As the academic community slowly adjusts to new routines and ways of working throughout the pandemic, the benefits of working at home have become immediately obvious from both financial and environmental perspectives. While the ‘job’ of a researcher can largely continue unimpeded by social distancing restrictions (in the humanities and social sciences, at least), an aspect of academic life that has certainly taken a hit is the conferencing scene. Most annual events have been postponed until next year, yet the pandemic offers the academy to rethink and revitalise conferences in a way that combats the carbon footprint of international events – whilst also providing more accessible and affordable method of disseminating research for early career researchers (ECRs).
Last week, at alt-ac.uk, we hosted our inaugural conference (The Conference at the End of the World) as an entirely online event. While it held an appeal as an opportunity for researchers to present papers intended for now-cancelled events, we intended the conference to be held online before the pandemic took hold. The benefits beyond social distancing are immediately obvious, both environmentally and financially, whilst also being physically accessible for scholars with disabilities.
While the pandemic continues, a small number of major conferences with an international appeal are (somewhat begrudgingly) beginning to consider transferring their events online. This is a welcome development, yet there is an elephant in the room: they are doing this because they have to, not because they want to. I raise this because, not long ago, my colleagues and I contacted a major international conference to ask if it would be possible to present papers digitally. This is not uncommon – many smaller (and less financially established) conferences will often allow international speakers to present their papers on screen via online communication (Skype, Zoom, etc.). Our request, however, was not only dismissed but even treated with a level of derision. Our lack of institutional funding as ECRs made physical attendance impossible, and the lack of opportunities to present a paper digitally placed a barrier before any hope of dissemination and networking (something we are continuously told is the lifeblood of an ECR).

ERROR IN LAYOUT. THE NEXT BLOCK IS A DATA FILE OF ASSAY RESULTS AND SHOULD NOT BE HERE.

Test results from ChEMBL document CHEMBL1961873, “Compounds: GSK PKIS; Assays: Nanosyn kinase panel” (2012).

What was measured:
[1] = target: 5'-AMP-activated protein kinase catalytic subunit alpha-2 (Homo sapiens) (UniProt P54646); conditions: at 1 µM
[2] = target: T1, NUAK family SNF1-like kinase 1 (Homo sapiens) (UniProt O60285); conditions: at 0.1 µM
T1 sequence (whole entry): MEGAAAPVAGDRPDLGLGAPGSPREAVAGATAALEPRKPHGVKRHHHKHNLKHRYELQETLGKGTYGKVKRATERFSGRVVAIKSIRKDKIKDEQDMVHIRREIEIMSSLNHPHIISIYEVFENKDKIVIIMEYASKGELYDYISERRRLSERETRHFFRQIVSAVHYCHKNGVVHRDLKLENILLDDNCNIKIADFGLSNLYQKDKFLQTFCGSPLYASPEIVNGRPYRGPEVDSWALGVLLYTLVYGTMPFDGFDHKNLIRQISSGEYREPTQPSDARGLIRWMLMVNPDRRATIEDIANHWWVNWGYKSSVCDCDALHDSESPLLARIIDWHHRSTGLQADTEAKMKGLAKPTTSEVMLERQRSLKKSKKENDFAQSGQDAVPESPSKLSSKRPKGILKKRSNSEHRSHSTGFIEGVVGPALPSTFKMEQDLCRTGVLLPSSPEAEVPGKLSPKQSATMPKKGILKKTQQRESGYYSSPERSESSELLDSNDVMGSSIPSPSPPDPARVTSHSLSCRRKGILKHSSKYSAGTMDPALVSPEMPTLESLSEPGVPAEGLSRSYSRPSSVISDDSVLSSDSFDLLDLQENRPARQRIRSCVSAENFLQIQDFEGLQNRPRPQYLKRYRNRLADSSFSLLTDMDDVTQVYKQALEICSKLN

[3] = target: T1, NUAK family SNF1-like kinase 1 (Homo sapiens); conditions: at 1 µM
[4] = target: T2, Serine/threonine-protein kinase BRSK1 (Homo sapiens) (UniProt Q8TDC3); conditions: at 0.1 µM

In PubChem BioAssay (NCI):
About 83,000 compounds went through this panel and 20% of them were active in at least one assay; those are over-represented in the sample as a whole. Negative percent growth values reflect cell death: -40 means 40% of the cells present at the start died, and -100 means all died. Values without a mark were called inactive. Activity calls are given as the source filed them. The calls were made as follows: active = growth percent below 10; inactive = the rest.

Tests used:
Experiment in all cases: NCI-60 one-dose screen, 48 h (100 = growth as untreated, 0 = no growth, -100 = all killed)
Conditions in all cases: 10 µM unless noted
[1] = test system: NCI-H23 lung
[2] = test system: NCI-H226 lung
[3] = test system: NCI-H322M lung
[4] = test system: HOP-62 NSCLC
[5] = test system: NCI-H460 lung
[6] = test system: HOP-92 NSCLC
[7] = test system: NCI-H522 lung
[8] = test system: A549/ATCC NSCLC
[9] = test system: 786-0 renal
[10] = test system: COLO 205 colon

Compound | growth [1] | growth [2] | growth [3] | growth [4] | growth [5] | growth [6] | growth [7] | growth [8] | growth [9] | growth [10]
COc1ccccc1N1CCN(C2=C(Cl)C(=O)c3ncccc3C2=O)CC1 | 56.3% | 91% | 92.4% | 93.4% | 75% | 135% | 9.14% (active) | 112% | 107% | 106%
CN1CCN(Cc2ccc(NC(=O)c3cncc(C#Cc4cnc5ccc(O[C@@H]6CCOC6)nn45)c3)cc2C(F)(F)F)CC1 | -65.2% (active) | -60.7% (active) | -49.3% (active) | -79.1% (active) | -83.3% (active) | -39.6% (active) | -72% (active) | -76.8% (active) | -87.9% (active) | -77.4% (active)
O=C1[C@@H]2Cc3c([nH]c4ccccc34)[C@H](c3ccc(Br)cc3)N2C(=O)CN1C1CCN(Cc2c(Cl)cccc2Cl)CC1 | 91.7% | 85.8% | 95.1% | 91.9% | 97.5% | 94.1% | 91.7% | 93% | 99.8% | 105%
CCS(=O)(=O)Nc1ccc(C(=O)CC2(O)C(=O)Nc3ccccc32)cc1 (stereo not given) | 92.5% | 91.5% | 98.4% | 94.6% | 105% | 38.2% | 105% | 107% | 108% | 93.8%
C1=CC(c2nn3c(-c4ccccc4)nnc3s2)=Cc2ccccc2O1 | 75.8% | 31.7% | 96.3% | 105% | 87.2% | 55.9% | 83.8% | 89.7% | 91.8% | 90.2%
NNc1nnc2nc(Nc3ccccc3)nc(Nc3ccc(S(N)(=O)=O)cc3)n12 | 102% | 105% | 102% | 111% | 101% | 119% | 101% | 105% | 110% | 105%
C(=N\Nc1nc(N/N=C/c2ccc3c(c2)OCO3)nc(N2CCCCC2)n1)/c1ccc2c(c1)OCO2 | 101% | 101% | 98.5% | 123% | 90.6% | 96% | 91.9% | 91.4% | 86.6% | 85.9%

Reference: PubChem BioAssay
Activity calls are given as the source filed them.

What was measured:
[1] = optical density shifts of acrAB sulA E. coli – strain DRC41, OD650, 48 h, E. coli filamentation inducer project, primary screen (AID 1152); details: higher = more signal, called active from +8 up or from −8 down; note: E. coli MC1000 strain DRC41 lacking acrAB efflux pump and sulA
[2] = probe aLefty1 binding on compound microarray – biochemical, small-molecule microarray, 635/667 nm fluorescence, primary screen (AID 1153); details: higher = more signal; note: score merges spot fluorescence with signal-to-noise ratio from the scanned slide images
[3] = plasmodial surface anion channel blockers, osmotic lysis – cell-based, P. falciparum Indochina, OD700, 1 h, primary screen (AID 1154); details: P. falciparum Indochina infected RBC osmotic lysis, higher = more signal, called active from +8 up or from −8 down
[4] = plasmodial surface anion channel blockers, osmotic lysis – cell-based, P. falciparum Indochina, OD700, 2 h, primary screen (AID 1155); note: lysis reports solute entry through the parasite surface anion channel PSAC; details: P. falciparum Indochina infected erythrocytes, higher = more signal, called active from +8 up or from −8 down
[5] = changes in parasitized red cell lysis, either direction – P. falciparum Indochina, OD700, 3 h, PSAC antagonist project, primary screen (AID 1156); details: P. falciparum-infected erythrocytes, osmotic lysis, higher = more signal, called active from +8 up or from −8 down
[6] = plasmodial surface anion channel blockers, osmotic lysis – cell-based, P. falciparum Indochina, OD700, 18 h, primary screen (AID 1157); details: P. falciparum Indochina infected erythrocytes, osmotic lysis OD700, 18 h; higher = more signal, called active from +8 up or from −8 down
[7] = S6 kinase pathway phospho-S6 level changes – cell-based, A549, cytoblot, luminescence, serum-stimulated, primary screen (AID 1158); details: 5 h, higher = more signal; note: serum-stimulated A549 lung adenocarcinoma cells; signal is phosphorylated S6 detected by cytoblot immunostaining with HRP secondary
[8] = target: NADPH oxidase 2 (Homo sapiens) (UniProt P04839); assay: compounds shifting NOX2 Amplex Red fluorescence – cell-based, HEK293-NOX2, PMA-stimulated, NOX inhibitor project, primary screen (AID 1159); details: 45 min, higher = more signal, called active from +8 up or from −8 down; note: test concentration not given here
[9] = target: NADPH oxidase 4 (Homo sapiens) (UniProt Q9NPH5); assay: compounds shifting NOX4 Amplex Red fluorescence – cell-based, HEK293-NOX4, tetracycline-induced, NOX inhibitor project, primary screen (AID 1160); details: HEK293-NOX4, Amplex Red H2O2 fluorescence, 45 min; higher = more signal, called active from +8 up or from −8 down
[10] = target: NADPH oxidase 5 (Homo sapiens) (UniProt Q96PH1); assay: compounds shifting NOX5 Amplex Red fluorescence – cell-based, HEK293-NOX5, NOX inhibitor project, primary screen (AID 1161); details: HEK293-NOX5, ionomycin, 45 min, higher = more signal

This was also disappointing from an environmental perspective, given the significant international nature of this particular event. It has become increasingly clear that as a worldwide community we need to drastically cut down on flying, and the academy is no exception. Academic research is a noble pursuit, but that does not give us carte blanche. We do not serve a ‘higher purpose’ that transcends the climate crisis.
I appreciate, while writing this, that I may be coming off as slightly ‘holier-than-thou’. This is not my intention. I have travelled to a number of international conferences by plane, and I recognise my role in this issue. This is an issue that needs to involve each member of our community to closely think about paving new ways forward in academic conferencing.
I am, of course, not proposing that we scrap in-person conferences, but not permitting speakers to attend/present digitally is not a helpful approach. Online communication presents us with an ideal opportunity to pave this new way, but my concern is that many conference organisers simply won’t want to – that they will soon return to environmentally unsustainable methods that also restrict ECRs from presenting innovative and ground-breaking research. This is an opportunity that needs to be grasped now, while major organisations are being forced to do so.
Perhaps you won’t be able to network over coffee and biscuits, but you can easily connect with colleagues online, rather than exchanging business cards that are inevitably lost in your luggage. And at least your homemade coffee will probably be better than conference coffee.